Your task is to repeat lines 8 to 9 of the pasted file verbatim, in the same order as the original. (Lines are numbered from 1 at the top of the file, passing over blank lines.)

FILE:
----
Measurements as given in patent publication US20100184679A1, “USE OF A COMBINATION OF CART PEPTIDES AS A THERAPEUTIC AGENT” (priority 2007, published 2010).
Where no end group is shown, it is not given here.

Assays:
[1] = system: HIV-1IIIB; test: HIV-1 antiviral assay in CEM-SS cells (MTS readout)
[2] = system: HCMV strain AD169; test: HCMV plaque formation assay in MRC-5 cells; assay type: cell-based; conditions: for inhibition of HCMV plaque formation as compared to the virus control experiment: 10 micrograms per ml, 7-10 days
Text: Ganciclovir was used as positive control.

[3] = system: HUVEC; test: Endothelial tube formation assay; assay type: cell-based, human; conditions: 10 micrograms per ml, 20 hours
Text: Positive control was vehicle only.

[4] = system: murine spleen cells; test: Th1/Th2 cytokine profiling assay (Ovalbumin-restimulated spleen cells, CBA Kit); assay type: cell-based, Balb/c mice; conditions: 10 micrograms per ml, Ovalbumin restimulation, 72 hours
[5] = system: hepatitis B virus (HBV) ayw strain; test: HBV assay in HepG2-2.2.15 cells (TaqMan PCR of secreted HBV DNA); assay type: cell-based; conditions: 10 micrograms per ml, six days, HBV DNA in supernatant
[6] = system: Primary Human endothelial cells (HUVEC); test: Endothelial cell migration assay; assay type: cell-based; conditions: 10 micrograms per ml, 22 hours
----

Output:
Text: Positive control was vehicle only.

[4] = system: murine spleen cells; test: Th1/Th2 cytokine profiling assay (Ovalbumin-restimulated spleen cells, CBA Kit); assay type: cell-based, Balb/c mice; conditions: 10 micrograms per ml, Ovalbumin restimulation, 72 hours